Key questions on Trump’s decision to recognise Jerusalem as Israel capital

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Donald Trump’s decision to recognise Jerusalem as the capital of Israel was met with fierce condemnation from leaders around the world.

Here are some key questions to explain the dispute.

Why is it a contentious issue?

The status of Jerusalem has long been a sensitive issue in the Israeli-Palestinian conflict, and is considered disputed territory by many countries.

Both Israel and Palestine claim Jerusalem as their capital, but neither is internationally recognised.

In 1980, Israel passed a law declaring Jerusalem to be Israel’s “complete and united” capital, but the United Nations Security Council condemned this and passed a resolution that it would not recognise the law.

Palestinians, meanwhile, see east Jerusalem, which Israel captured in 1967, as their capital and view Mr Trump’s move as a decision to side with Israel.

Protests in Gaza City following the news (Adel Hana/AP)
Protests in Gaza City following the news (Adel Hana/AP)

Have any countries ever had their embassies in Jerusalem?

A number of countries used to have their embassies in Jerusalem, but this changed after the UN Security Council resolution in 1980.

Costa Rica and El Salvador were the last to move their embassies out of the holy city in 2006, joining all other embassies in Tel Aviv.

Some countries do maintain consulates in Jerusalem, however.

Why has Mr Trump decided to recognise Jerusalem as Israel’s capital?

The US President said he believed the decision to be “in America’s interests”, and marked a “new approach” to the conflict between Israel and the Palestinians.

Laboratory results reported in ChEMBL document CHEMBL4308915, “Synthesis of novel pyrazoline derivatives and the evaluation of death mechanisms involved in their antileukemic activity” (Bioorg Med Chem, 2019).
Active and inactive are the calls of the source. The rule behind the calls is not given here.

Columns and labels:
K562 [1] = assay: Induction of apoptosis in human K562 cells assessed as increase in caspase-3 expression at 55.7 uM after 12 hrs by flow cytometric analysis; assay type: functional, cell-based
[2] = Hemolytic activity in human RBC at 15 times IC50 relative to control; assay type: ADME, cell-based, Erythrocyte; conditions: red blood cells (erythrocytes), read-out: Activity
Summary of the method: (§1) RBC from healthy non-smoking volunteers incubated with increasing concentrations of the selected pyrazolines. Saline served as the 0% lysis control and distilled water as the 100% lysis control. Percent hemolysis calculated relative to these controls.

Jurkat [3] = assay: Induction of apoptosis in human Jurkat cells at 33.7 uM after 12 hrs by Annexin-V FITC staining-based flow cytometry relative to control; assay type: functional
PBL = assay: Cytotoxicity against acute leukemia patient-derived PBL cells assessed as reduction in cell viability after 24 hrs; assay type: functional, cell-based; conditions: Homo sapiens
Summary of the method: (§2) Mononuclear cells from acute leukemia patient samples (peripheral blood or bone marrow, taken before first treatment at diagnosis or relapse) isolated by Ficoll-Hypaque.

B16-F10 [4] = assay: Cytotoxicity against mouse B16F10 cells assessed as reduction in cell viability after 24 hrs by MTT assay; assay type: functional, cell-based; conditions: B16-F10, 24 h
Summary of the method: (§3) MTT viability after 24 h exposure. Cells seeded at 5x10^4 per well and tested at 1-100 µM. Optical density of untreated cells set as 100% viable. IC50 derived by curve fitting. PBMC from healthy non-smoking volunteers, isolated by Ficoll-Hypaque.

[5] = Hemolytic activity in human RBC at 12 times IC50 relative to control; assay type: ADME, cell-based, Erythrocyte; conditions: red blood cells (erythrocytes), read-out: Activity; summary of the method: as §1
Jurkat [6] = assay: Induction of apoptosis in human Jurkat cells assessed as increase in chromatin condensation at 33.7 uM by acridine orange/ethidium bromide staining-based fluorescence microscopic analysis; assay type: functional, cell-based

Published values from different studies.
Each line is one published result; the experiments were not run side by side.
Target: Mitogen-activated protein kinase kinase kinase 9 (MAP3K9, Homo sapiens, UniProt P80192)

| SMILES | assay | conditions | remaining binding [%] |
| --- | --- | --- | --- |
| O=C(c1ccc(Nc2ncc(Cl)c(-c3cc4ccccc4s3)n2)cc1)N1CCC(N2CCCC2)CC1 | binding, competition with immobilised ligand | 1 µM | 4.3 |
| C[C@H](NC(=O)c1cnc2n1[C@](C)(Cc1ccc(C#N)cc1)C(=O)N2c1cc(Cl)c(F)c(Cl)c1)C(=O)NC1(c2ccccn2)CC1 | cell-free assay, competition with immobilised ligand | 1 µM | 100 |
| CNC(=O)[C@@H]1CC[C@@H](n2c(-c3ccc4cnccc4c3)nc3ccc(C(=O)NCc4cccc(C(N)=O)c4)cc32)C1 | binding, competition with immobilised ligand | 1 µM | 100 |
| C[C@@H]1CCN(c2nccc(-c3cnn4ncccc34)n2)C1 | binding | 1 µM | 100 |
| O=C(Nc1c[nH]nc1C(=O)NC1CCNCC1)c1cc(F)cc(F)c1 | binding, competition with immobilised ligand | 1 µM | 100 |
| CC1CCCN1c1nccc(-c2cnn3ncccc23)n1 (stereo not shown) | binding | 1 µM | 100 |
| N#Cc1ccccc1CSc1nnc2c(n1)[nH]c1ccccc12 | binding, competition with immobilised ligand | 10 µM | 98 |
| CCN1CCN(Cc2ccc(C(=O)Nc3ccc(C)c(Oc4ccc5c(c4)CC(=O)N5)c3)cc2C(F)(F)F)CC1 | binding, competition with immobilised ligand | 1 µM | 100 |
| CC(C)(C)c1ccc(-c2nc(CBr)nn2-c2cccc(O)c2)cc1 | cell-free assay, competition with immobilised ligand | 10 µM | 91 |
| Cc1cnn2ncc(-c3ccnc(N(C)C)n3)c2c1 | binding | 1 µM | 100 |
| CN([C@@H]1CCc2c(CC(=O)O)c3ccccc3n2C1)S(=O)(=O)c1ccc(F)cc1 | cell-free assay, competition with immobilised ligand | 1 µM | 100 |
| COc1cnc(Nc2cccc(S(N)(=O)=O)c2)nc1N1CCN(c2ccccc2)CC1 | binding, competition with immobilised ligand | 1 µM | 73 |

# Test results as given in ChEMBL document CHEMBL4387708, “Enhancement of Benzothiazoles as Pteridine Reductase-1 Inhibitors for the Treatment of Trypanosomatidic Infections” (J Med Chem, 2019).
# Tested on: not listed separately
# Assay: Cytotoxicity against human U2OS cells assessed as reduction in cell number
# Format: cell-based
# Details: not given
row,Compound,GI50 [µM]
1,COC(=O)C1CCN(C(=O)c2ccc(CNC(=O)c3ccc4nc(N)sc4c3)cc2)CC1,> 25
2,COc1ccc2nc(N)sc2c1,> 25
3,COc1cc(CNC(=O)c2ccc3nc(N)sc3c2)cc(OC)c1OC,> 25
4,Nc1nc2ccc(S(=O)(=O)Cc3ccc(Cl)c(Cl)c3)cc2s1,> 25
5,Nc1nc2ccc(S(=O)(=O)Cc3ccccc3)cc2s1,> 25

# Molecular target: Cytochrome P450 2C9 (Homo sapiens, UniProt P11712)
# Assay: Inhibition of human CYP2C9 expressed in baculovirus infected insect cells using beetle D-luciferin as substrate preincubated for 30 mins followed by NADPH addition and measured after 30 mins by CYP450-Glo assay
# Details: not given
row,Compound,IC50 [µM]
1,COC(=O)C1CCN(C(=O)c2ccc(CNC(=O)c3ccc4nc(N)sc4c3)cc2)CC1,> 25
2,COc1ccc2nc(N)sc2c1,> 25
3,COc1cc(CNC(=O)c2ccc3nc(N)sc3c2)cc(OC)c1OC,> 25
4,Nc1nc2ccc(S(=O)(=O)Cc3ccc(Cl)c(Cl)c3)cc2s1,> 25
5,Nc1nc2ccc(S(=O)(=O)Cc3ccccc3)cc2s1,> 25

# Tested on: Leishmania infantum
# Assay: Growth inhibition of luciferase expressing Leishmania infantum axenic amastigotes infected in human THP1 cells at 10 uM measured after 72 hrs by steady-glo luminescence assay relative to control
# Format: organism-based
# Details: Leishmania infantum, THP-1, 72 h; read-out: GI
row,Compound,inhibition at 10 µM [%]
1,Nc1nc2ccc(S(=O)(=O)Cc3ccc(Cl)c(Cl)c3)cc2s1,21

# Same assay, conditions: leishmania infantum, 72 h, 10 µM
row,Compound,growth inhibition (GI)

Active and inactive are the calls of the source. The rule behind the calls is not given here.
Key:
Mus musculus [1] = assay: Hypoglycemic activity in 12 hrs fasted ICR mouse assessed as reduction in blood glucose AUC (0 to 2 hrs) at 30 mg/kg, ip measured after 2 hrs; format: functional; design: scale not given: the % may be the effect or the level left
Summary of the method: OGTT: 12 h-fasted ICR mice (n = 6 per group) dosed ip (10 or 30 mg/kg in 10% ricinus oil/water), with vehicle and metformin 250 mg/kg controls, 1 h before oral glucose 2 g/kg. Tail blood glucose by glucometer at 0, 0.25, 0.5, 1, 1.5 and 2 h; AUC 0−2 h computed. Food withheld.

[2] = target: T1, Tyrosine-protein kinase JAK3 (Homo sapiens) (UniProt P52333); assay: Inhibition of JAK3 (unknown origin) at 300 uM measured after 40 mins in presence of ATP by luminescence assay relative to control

Mr Trump said he was not delivering any verdict about where an Israeli-Palestinian border should lie, but said he was recognising the reality that most of Israel’s government already operates from the city.

What has the international reaction been?

Leaders across the world have condemned Mr Trump for recognising Jerusalem as Israel’s capital, over fears it could worsen tensions in the volatile Middle East.

Prime Minister Theresa May said she disagrees with the president’s decision and reiterated Britain’s position that the city should be the shared capital of Israel and Palestine in a negotiated two-state solution.

Labour leader Jeremy Corbyn described Mr Trump’s move as “reckless”.

Palestinian leader Mahmoud Abbas said the decision by the US President was “a declaration of withdrawal from the role it has played in the peace process”.

But Israel’s Prime Minister Benjamin Netanyahu welcomed the decision, calling it an “important step towards peace”.

What will happen next?

Mr Trump has already announced plans to move the US embassy in Israel from Tel Aviv to the holy city.

But in the short-term, there are fears that the decision could spark violent protests, with US personnel and their families ordered to avoid visiting Jerusalem’s Old City or the West Bank.

US embassies and consulates around the world have also been put on high alert.

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